In foster care settings, small moments of instability, such as minor disagreements or misunderstandings, can escalate into greater conflicts that may result in calls to law enforcement or threaten placement stability. During these moments, children, youth, or caregivers may not have the resources to de-escalate these situations and avoid placement disruptions either because they lack the access or fail to qualify for eligibility or meet resource requirements.
This episode features a conversation surrounding the California Family Urgent Response System (FURS)—a coordinated statewide, regional, and county-level system designed to provide collaborative and timely phone-based State-level response and a county-level in-home, in-person mobile response during situations of instability—to preserve the relationship of the caregiver and the child or youth. The intention of FURS is to provide current and former foster youth and their caregivers with immediate, trauma-informed support when they need it and reduce hospitalizations, law enforcement contacts, and placement in out-of-home facilities.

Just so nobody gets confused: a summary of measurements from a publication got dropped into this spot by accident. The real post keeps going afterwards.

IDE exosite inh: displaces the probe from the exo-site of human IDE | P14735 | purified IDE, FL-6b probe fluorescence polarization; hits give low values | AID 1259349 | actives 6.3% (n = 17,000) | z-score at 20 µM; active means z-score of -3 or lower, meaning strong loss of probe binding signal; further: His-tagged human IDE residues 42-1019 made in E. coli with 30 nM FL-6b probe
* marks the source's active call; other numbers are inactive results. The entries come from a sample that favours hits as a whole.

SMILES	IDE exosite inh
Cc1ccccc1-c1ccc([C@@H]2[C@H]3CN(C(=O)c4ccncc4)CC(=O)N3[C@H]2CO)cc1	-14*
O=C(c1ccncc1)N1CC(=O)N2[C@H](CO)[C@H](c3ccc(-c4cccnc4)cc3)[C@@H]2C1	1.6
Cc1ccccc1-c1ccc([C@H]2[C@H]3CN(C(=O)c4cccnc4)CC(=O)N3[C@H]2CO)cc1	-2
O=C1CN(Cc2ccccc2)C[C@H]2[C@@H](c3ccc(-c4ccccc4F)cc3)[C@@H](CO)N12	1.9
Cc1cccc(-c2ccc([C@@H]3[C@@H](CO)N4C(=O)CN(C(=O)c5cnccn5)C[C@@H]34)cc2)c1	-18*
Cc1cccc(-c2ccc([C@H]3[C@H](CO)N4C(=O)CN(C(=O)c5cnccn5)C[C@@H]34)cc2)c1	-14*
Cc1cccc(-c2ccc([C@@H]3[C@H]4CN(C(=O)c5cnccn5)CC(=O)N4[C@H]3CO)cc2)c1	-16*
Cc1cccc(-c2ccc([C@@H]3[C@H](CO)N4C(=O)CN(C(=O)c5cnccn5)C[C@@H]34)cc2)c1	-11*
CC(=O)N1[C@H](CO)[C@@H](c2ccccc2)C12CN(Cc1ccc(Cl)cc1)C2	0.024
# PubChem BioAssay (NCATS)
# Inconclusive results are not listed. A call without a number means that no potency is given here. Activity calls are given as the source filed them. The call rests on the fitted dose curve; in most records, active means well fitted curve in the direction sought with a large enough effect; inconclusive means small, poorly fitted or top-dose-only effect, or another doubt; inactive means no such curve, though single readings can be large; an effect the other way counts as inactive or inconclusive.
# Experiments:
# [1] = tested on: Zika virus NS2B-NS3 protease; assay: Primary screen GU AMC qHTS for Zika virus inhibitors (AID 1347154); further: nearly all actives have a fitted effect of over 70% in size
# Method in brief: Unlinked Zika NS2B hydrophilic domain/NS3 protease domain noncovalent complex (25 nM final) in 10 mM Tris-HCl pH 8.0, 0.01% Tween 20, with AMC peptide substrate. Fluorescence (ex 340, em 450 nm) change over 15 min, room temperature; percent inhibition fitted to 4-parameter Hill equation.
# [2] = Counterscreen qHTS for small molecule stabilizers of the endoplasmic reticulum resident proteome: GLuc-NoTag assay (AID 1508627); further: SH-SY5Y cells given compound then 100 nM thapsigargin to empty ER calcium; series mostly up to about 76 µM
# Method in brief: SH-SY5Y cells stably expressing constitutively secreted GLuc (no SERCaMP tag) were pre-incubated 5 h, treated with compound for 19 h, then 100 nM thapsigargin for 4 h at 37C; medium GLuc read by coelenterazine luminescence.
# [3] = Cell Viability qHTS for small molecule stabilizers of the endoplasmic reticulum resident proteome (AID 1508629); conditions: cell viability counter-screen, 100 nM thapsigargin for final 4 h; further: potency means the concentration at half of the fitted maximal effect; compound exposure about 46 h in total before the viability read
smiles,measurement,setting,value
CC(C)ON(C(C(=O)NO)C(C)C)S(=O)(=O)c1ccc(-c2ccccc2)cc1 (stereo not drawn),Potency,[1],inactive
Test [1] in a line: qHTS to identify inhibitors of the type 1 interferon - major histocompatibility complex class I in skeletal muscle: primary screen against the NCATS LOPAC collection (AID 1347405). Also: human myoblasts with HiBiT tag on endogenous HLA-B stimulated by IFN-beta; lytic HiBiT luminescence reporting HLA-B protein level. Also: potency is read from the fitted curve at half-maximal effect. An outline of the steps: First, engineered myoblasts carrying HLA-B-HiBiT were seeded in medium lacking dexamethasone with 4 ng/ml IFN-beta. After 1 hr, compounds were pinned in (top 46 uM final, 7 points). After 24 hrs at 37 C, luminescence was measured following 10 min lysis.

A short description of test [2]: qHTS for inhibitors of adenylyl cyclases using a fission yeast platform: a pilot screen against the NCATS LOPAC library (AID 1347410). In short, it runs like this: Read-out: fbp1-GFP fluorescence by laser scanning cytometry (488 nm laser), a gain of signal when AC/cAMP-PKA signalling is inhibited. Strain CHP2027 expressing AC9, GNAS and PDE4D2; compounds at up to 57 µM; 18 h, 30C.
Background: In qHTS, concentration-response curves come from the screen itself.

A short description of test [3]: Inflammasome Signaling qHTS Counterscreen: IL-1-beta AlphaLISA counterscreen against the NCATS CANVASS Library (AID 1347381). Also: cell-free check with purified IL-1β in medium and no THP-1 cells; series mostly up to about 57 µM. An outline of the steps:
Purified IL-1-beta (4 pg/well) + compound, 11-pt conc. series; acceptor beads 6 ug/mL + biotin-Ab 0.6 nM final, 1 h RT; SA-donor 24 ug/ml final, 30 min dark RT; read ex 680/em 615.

The following individuals are featured in this episode:
- Lori Fuller, chief, Permanency Policy Bureau, California Department of Social Services
- Jennifer Snarr, staff services manager, Permanency Policy Bureau, California Department of Social Services
- Diana Boyer, director of policy for older adults and child welfare services, County Welfare Directors Association of California
- Jessica Haspel, associate director of child welfare policy, Children Now
Topics discussed include the following:
- How the State passed legislation to fund FURS
- What the requirements were for county in-person response teams
- How a live response and a "warm handoff" between State and county responders is important
- How FURS maintains family (or youth) centered responses